Arctic Agriculture: Alaska Eyes New Crops for Added Food Security

In Alaska vegetables and other foods are shipped long distances to reach store shelves and dinner plates. But the region’s changing climate and the introduction of new technologies is making local farming increasingly feasible. Some farms are thriving.

With the right investments in research and infrastructure, farming could become more profitable in Alaska and less of an alien concept, says Milan Shipka, the director of the Agricultural and Forestry Experiment Station at the University of Alaska Fairbanks. Root crops and tubers do well in Alaska, but grasses and grains, leafy greens and flowers can also succeed.

There are more than 750 farms in Alaska, including some that produce more than $500,000 annually. But, like elsewhere in the U.S., the average age of a farmer in Alaska is tipping toward 60. “If we’re going to talk about all the things that we can grow in the Arctic, then we have to talk about who is going to grow these things. We have to create enterprises that can support them economically,” says Shipka.

To dig deeper into the future of Alaskan agriculture, Arctic Deeply recently spoke Shipka.

Arctic Deeply: How has, or how is, climate change altering agriculture in Alaska?

Milan Shipka: People on the ground in the North, including Alaska, they see a change happening. It’s not uncommon to talk to somebody who’s been in the area for many years and hear them refer to “when it used to get cold.” For example, the number of frost-free days in Fairbanks have increased by 50 percent from about 80 to 120 per year. That’s phenomenal. But these things aren’t only changing in the summer. We certainly don’t see the cold in the winter that we used to see.

Arctic Deeply: What does that expansion of frost-free days mean when it comes to growing produce?

Shipka: It means new varieties, new cultivars that we have not been able to grow here before. There are many I could name, spring wheat is one example. Wheat has been impossible to grow at our latitude. But we are now seeing a longer growing season and, with the right selection of varieties, we can create a cultivar that will make it to maturity. It is completely possible to have a successful harvest.


Take the Long Root Home

The folks at Hopworks Urban Brewery were kind enough to send out samples of their newest project beer, Long Root Ale. HUB is based out of Portland, Ore., so why is it showing up in a Lancaster County column? Agriculture.

When I heard about Long Root I immediately reflected on our area’s rich tradition of farming. Corn, tobacco, and soy make for great cash crops here. Some of that corn may make it into popular beers (Corona, Miller Lite, PBR). Traditionally brewed with some kind of grain — wheat, rye, and most often malted barley — beer is an agricultural pillar.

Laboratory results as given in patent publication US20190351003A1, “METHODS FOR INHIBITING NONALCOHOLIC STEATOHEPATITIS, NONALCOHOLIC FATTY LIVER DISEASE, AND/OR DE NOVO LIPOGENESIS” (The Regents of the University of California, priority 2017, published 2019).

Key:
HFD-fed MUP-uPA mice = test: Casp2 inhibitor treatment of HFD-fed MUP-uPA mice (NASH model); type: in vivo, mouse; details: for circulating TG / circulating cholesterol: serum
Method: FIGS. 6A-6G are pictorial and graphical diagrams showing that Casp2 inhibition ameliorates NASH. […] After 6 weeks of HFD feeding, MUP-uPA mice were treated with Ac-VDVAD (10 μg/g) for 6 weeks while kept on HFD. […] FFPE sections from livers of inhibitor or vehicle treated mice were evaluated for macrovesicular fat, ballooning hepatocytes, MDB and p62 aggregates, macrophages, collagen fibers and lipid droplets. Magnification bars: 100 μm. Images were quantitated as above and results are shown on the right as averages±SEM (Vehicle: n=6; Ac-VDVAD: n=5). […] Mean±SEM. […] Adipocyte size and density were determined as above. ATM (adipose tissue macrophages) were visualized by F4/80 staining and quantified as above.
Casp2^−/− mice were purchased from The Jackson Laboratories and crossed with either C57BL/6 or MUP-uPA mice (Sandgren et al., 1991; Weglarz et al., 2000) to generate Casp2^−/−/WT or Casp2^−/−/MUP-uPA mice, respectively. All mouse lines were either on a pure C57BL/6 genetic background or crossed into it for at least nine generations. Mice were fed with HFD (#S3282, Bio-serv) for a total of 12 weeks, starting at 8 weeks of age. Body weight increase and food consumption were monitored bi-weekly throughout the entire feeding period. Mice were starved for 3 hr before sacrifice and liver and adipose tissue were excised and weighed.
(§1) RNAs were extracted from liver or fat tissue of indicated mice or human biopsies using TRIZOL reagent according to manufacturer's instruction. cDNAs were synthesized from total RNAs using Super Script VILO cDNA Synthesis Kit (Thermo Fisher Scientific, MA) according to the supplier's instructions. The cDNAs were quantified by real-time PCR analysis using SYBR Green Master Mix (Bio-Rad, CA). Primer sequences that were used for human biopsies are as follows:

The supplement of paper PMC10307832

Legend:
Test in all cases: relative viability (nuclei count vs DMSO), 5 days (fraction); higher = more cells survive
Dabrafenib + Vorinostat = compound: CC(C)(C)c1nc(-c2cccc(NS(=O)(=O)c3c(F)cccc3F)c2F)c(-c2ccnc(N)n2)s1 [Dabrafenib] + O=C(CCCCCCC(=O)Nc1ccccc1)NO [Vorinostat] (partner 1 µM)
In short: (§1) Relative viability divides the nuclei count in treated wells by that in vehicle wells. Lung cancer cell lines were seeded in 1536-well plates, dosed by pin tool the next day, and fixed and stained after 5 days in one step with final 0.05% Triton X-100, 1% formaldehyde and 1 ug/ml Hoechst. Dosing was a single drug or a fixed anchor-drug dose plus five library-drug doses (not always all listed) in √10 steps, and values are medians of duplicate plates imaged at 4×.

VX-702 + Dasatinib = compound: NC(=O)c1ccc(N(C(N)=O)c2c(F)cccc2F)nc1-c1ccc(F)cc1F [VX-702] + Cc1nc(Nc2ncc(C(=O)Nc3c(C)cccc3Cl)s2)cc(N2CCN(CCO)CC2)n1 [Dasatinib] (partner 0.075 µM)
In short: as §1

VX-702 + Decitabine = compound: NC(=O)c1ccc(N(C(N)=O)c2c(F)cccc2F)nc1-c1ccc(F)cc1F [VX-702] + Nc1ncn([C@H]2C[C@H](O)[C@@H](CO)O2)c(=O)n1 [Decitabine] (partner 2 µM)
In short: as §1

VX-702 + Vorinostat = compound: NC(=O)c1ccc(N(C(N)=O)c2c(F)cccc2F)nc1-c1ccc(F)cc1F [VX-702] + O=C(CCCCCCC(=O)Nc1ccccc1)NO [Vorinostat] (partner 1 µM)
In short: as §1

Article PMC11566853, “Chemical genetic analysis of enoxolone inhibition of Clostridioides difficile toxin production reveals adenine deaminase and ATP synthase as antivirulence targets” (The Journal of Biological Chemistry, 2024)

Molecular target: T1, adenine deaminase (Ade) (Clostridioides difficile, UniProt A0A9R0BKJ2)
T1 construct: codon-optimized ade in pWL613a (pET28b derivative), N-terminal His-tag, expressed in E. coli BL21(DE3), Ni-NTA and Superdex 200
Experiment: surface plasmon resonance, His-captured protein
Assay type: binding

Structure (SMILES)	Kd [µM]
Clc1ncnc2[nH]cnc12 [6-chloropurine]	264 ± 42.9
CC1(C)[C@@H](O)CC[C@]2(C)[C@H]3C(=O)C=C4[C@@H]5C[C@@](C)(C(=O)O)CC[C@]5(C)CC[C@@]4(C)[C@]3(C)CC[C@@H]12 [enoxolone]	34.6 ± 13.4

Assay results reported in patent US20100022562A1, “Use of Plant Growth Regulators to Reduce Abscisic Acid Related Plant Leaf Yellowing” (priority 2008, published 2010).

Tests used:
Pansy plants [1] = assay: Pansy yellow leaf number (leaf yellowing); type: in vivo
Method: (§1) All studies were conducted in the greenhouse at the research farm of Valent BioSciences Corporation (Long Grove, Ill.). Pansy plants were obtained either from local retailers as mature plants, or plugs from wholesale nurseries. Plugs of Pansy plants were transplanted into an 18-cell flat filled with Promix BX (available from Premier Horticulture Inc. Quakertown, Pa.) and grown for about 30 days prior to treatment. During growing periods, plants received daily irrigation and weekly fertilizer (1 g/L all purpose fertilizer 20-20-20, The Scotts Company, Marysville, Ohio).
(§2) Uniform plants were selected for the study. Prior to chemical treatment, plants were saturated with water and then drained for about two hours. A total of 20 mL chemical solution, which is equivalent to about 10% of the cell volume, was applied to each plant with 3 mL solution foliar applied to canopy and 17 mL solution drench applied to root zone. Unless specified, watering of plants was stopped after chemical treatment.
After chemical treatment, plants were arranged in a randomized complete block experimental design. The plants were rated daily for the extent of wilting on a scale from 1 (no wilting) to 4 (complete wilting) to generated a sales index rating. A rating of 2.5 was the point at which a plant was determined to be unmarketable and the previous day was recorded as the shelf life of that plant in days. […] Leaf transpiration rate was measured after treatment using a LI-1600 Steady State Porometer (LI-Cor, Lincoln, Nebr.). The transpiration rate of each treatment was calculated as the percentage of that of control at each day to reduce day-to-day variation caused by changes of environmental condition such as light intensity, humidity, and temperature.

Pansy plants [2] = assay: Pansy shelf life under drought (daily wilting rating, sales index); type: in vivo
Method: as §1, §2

Adhering to their motto of “using beer as a force for good,” HUB teamed up with Patagonia Provisions (from the parent clothing company who popularized fleece in the ‘80s) to create a beer to revolutionize brewing while significantly benefiting the environment. As its grain component Long Root uses Kernza (a registered trademark of The Land Institute), which is a perennial grain grown using regenerative agriculture practices. I had to look it up. Regenerative agriculture is defined as a practice of organic farming, which helps build soil health or regenerates unhealthy soil. The crop is a perennial, so it doesn’t need to be sowed each year. While the aboveground component of Kernza stands four feet high, the roots tower ten or more feet below the surface.


Agriculture Gets Attention at COP22 With AAA Initiative

For the first time in the 22 years of  Conference of Parties (COP) session of the United Nations Framework Convention on Climate Change (UNFCCC), agriculture is being  given attention during climate discussions at the ongoing  COP22 conference in Marrakech, Morocco.

This will be made possible by the Adaptation of African Agriculture (AAA) to Climate Change initiative adopted in September this year by a coalition of 27 African countries who gave their backing and commitment to placing this initiative at the heart of COP22 negotiations.

Pitched as a major challenge for the COP22, agriculture is for the first time in the history of the COP brought to the forefront of climate discussions.


Zimbabwe: Climate Change Changes Face of Urban Agriculture

Rain is something that Zimbabweans very much look forward to. For years, many have looked up to their rain-fed agricultural projects to bring them food relief in the face of gnawing hunger that has resulted from the country’s economic collapse. The unpredictable pattern that now characterises the rainy seasons, however, has lately been rendering people’s effort useless.